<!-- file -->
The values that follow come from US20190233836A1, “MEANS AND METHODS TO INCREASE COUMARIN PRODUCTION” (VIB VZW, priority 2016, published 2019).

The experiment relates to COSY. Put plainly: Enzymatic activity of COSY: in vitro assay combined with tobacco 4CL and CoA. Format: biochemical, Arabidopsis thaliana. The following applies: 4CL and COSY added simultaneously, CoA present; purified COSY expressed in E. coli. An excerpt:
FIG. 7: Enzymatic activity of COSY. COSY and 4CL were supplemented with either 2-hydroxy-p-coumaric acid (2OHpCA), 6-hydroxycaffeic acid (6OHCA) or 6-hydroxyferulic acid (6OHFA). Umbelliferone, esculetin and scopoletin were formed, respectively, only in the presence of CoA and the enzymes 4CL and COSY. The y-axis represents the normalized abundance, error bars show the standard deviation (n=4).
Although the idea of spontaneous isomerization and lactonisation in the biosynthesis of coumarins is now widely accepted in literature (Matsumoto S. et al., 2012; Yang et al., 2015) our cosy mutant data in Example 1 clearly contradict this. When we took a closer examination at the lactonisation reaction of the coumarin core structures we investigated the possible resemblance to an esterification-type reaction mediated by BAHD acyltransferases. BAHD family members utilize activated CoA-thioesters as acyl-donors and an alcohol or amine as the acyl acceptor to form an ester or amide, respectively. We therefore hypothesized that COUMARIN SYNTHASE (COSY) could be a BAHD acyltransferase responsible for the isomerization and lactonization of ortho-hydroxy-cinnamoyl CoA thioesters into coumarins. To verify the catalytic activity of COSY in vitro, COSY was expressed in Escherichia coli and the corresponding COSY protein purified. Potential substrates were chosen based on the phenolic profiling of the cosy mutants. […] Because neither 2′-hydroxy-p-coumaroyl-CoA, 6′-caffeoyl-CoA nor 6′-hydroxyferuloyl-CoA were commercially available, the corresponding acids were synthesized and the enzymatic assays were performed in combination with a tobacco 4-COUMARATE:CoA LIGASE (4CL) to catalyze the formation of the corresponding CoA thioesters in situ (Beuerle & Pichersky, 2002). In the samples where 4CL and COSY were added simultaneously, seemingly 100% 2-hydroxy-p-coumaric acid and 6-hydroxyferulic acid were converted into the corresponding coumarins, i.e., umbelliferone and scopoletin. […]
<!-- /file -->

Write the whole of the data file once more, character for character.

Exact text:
The values that follow come from US20190233836A1, “MEANS AND METHODS TO INCREASE COUMARIN PRODUCTION” (VIB VZW, priority 2016, published 2019).

The experiment relates to COSY. Put plainly: Enzymatic activity of COSY: in vitro assay combined with tobacco 4CL and CoA. Format: biochemical, Arabidopsis thaliana. The following applies: 4CL and COSY added simultaneously, CoA present; purified COSY expressed in E. coli. An excerpt:
FIG. 7: Enzymatic activity of COSY. COSY and 4CL were supplemented with either 2-hydroxy-p-coumaric acid (2OHpCA), 6-hydroxycaffeic acid (6OHCA) or 6-hydroxyferulic acid (6OHFA). Umbelliferone, esculetin and scopoletin were formed, respectively, only in the presence of CoA and the enzymes 4CL and COSY. The y-axis represents the normalized abundance, error bars show the standard deviation (n=4).
Although the idea of spontaneous isomerization and lactonisation in the biosynthesis of coumarins is now widely accepted in literature (Matsumoto S. et al., 2012; Yang et al., 2015) our cosy mutant data in Example 1 clearly contradict this. When we took a closer examination at the lactonisation reaction of the coumarin core structures we investigated the possible resemblance to an esterification-type reaction mediated by BAHD acyltransferases. BAHD family members utilize activated CoA-thioesters as acyl-donors and an alcohol or amine as the acyl acceptor to form an ester or amide, respectively. We therefore hypothesized that COUMARIN SYNTHASE (COSY) could be a BAHD acyltransferase responsible for the isomerization and lactonization of ortho-hydroxy-cinnamoyl CoA thioesters into coumarins. To verify the catalytic activity of COSY in vitro, COSY was expressed in Escherichia coli and the corresponding COSY protein purified. Potential substrates were chosen based on the phenolic profiling of the cosy mutants. […] Because neither 2′-hydroxy-p-coumaroyl-CoA, 6′-caffeoyl-CoA nor 6′-hydroxyferuloyl-CoA were commercially available, the corresponding acids were synthesized and the enzymatic assays were performed in combination with a tobacco 4-COUMARATE:CoA LIGASE (4CL) to catalyze the formation of the corresponding CoA thioesters in situ (Beuerle & Pichersky, 2002). In the samples where 4CL and COSY were added simultaneously, seemingly 100% 2-hydroxy-p-coumaric acid and 6-hydroxyferulic acid were converted into the corresponding coumarins, i.e., umbelliferone and scopoletin. […]